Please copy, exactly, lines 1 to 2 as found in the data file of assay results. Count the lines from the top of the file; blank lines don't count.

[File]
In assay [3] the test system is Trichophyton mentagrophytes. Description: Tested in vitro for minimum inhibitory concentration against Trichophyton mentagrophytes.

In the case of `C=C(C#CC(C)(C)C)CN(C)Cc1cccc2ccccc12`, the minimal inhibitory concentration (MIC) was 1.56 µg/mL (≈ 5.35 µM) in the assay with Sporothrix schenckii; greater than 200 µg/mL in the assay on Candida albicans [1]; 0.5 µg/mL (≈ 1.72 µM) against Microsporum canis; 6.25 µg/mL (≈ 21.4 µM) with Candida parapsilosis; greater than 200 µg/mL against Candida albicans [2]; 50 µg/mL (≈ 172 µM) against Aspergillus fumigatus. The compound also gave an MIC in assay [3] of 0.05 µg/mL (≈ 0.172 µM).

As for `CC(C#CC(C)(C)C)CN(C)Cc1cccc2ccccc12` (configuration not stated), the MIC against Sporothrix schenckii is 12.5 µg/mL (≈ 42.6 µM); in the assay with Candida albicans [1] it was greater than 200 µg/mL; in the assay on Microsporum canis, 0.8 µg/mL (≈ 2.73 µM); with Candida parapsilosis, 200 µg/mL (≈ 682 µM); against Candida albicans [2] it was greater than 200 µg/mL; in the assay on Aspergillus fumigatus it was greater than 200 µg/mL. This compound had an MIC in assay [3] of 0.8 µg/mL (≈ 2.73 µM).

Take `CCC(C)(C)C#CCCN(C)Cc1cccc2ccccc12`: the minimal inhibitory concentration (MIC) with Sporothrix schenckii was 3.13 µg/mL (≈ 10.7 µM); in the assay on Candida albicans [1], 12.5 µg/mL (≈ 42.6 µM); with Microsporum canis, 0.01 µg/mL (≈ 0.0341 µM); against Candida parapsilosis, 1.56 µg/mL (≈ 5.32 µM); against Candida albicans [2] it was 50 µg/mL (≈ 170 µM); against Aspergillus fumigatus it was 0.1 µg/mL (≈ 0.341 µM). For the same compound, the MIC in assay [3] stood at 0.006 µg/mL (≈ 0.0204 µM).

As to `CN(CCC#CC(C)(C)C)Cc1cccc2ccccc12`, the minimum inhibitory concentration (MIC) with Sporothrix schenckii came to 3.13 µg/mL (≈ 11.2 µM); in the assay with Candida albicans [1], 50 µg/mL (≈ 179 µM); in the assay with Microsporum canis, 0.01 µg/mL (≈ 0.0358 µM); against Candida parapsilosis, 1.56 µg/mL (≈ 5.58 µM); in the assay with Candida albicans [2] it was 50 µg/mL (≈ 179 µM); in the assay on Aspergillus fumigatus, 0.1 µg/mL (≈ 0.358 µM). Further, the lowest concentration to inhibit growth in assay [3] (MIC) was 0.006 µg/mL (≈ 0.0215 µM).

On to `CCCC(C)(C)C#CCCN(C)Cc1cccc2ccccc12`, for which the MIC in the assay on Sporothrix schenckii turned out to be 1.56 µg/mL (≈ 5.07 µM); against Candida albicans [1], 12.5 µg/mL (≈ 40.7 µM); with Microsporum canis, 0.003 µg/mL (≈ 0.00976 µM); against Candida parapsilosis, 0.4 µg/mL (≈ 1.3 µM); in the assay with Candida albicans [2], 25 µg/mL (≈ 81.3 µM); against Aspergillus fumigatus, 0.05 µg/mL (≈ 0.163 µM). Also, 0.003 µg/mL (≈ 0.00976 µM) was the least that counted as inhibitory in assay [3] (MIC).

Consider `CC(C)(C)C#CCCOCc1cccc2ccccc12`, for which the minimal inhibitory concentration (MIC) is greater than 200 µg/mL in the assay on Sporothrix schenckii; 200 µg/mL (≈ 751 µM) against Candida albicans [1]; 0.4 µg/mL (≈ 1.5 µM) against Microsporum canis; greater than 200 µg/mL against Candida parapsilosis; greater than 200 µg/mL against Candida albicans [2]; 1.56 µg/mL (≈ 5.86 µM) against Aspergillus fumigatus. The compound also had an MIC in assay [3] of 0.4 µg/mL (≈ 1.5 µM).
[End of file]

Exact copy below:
In assay [3] the test system is Trichophyton mentagrophytes. Description: Tested in vitro for minimum inhibitory concentration against Trichophyton mentagrophytes.

In the case of `C=C(C#CC(C)(C)C)CN(C)Cc1cccc2ccccc12`, the minimal inhibitory concentration (MIC) was 1.56 µg/mL (≈ 5.35 µM) in the assay with Sporothrix schenckii; greater than 200 µg/mL in the assay on Candida albicans [1]; 0.5 µg/mL (≈ 1.72 µM) against Microsporum canis; 6.25 µg/mL (≈ 21.4 µM) with Candida parapsilosis; greater than 200 µg/mL against Candida albicans [2]; 50 µg/mL (≈ 172 µM) against Aspergillus fumigatus. The compound also gave an MIC in assay [3] of 0.05 µg/mL (≈ 0.172 µM).